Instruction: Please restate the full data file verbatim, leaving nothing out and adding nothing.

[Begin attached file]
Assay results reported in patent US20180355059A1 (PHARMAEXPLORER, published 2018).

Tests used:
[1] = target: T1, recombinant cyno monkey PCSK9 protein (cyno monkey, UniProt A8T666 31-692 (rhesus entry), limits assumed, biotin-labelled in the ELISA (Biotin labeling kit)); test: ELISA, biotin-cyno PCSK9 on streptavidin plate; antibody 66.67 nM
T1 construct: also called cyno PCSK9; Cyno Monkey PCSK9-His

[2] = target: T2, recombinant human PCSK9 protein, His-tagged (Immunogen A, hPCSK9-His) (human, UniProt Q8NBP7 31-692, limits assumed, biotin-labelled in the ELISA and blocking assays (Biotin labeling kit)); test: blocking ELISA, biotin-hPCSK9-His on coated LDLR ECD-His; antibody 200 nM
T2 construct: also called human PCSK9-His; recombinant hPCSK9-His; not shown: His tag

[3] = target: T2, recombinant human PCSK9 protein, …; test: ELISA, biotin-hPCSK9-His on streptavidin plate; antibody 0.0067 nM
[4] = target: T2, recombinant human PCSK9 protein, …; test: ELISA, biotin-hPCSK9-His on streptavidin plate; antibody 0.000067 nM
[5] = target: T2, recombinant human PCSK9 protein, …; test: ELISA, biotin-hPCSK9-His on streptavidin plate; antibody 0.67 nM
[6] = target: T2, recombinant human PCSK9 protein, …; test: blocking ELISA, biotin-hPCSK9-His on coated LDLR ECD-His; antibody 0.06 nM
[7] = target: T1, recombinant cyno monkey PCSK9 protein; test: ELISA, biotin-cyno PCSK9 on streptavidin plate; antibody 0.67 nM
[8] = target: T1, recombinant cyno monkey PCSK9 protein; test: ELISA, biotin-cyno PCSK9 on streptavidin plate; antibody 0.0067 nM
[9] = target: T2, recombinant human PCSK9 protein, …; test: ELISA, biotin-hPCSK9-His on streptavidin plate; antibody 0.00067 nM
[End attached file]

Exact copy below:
Assay results reported in patent US20180355059A1 (PHARMAEXPLORER, published 2018).

Tests used:
[1] = target: T1, recombinant cyno monkey PCSK9 protein (cyno monkey, UniProt A8T666 31-692 (rhesus entry), limits assumed, biotin-labelled in the ELISA (Biotin labeling kit)); test: ELISA, biotin-cyno PCSK9 on streptavidin plate; antibody 66.67 nM
T1 construct: also called cyno PCSK9; Cyno Monkey PCSK9-His

[2] = target: T2, recombinant human PCSK9 protein, His-tagged (Immunogen A, hPCSK9-His) (human, UniProt Q8NBP7 31-692, limits assumed, biotin-labelled in the ELISA and blocking assays (Biotin labeling kit)); test: blocking ELISA, biotin-hPCSK9-His on coated LDLR ECD-His; antibody 200 nM
T2 construct: also called human PCSK9-His; recombinant hPCSK9-His; not shown: His tag

[3] = target: T2, recombinant human PCSK9 protein, …; test: ELISA, biotin-hPCSK9-His on streptavidin plate; antibody 0.0067 nM
[4] = target: T2, recombinant human PCSK9 protein, …; test: ELISA, biotin-hPCSK9-His on streptavidin plate; antibody 0.000067 nM
[5] = target: T2, recombinant human PCSK9 protein, …; test: ELISA, biotin-hPCSK9-His on streptavidin plate; antibody 0.67 nM
[6] = target: T2, recombinant human PCSK9 protein, …; test: blocking ELISA, biotin-hPCSK9-His on coated LDLR ECD-His; antibody 0.06 nM
[7] = target: T1, recombinant cyno monkey PCSK9 protein; test: ELISA, biotin-cyno PCSK9 on streptavidin plate; antibody 0.67 nM
[8] = target: T1, recombinant cyno monkey PCSK9 protein; test: ELISA, biotin-cyno PCSK9 on streptavidin plate; antibody 0.0067 nM
[9] = target: T2, recombinant human PCSK9 protein, …; test: ELISA, biotin-hPCSK9-His on streptavidin plate; antibody 0.00067 nM